MSDS inventory list

The first thing you need to do is take an inventory of the products that are used by your employees that may require any type of special handling to prevent adverse effects from occurring.

It’s important to understand what an “adverse effect” might be. For example, gasoline if handled incorrectly can produce undesirable results like skin rashes, sever eye injuries, or even fire. If gasoline is handled by your employees an msds sheet for gasoline should be included in your book, so your employees will have the information for the safe handling of gasoline available to them.

Some products are considered “consumer products” and may not be required to be included in your inventory, or your binder, if it’s used as the manufacturer recommends. Let’s say you have a bottle of Liquid White Out rolling around in the bottom of your desk drawer, and you pull it out once in a while to make a correction; that’s the manufacturers’ intended use of a consumer product and an msds sheet wouldn’t need to be included in your binder.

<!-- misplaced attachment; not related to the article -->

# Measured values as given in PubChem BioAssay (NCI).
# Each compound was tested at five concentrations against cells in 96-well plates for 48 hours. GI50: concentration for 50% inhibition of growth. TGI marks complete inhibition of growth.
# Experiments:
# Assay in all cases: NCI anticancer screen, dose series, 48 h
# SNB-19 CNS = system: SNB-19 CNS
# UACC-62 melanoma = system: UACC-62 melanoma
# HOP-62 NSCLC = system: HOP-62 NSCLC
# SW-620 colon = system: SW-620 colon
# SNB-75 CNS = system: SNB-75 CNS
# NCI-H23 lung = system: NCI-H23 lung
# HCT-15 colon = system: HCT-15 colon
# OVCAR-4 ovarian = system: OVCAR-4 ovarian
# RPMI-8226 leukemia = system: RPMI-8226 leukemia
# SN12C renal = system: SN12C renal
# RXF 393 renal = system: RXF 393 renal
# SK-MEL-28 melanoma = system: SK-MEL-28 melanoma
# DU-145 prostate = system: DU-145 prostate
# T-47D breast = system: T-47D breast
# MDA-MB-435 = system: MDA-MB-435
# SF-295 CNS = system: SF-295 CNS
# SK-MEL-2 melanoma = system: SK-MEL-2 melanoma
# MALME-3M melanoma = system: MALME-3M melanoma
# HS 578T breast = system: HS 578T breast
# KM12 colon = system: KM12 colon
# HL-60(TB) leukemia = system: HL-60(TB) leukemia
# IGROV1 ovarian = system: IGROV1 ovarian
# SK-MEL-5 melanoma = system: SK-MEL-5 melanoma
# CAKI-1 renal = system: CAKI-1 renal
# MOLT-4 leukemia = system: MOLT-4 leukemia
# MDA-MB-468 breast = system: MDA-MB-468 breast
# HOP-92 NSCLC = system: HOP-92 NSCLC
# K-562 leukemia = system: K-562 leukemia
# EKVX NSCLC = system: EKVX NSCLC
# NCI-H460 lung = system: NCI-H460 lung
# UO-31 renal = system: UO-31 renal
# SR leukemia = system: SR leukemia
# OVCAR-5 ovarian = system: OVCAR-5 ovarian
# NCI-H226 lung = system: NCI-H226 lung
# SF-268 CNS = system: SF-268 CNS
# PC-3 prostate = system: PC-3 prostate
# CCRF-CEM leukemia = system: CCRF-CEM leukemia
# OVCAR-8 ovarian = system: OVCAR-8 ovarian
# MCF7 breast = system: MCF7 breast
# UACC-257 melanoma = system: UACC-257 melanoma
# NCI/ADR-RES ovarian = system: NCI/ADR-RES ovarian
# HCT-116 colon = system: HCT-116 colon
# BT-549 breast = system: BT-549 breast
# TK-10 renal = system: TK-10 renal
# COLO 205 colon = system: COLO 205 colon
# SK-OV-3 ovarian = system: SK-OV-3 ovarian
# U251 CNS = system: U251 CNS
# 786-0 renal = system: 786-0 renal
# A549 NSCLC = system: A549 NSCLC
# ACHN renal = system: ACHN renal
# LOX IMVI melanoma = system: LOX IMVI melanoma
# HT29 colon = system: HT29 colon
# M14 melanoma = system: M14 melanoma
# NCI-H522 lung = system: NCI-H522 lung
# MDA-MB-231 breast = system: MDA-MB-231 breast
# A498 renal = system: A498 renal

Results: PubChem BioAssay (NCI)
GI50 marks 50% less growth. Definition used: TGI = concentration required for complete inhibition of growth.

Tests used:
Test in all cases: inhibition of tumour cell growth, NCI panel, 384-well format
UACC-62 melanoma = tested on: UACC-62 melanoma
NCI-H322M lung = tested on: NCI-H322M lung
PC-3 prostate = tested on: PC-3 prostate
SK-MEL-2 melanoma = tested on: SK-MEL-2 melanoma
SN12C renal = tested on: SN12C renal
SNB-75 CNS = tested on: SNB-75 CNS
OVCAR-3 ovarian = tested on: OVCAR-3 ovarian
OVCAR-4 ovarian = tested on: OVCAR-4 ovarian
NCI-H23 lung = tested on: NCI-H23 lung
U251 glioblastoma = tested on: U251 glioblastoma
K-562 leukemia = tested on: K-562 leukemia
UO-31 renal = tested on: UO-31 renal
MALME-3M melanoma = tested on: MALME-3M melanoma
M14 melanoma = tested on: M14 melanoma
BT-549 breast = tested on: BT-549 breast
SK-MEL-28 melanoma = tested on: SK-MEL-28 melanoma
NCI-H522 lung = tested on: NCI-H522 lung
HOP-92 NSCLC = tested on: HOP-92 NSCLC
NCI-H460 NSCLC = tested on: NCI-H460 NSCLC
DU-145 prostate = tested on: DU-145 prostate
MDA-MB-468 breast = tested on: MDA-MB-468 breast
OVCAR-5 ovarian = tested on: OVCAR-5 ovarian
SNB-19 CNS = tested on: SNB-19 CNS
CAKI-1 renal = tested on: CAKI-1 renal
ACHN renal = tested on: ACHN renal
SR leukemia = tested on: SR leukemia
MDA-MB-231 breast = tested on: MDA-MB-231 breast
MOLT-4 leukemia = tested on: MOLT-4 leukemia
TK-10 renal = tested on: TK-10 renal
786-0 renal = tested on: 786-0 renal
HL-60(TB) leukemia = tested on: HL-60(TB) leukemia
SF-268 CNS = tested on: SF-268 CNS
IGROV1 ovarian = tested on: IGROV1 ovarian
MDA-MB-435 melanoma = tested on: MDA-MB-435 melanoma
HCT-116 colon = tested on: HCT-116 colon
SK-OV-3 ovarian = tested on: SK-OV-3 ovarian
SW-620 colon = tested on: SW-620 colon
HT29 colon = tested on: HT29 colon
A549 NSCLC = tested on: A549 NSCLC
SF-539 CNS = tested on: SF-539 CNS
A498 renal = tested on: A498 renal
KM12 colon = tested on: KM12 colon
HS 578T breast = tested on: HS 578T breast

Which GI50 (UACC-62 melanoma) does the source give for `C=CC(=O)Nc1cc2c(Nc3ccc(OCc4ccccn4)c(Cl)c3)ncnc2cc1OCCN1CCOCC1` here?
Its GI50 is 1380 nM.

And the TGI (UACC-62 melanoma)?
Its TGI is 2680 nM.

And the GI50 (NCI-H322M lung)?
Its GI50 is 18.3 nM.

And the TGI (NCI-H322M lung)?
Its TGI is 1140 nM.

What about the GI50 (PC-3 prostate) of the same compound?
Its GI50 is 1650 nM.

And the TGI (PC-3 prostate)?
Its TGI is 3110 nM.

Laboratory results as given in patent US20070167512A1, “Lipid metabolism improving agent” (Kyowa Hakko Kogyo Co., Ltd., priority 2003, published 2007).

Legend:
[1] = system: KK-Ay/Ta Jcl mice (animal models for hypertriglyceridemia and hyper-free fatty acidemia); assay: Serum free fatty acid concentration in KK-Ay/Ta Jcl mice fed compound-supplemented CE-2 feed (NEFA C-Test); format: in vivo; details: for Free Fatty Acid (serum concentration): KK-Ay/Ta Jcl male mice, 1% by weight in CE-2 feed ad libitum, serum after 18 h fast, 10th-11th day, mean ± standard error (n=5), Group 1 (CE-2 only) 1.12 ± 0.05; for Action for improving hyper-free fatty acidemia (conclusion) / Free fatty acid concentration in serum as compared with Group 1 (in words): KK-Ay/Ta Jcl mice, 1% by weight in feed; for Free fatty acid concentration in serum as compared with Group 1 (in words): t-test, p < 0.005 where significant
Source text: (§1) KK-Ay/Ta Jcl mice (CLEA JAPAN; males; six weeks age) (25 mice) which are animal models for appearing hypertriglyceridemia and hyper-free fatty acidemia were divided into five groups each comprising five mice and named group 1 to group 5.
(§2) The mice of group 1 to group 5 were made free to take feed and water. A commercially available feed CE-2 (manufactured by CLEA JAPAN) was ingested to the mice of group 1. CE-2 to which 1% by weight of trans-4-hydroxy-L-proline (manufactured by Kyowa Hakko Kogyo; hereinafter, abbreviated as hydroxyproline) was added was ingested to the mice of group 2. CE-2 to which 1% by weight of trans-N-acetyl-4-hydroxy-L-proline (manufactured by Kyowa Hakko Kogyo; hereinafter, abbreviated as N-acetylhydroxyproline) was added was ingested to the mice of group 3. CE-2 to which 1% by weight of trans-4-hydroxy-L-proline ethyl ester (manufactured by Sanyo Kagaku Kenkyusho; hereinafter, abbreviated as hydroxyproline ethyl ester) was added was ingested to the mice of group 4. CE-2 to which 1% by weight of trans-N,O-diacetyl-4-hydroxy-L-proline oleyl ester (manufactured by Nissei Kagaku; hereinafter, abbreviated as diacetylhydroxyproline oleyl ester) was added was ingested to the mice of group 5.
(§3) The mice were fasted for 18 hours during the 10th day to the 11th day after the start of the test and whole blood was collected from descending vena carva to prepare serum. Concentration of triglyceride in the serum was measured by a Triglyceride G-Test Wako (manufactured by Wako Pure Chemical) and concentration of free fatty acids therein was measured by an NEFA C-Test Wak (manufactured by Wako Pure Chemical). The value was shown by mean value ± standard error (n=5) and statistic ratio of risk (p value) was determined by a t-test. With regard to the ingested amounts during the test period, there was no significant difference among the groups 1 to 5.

On the other hand, if you buy 50 gallon drums of Liquid White Out, and repackage it, and sell it in small containers under the name “block out”, then you would have to include an msds sheet for White Out in your binder. It's no longer considered a consumer product, and an adverse effect may occur while your employee is handling such large quantities of the product.

Take a physical inventory, and make a list, of the products found in your workplace. Also take a look at purchase orders or invoices to find products that have been, and are being used, by your employees.

Find msds sheets online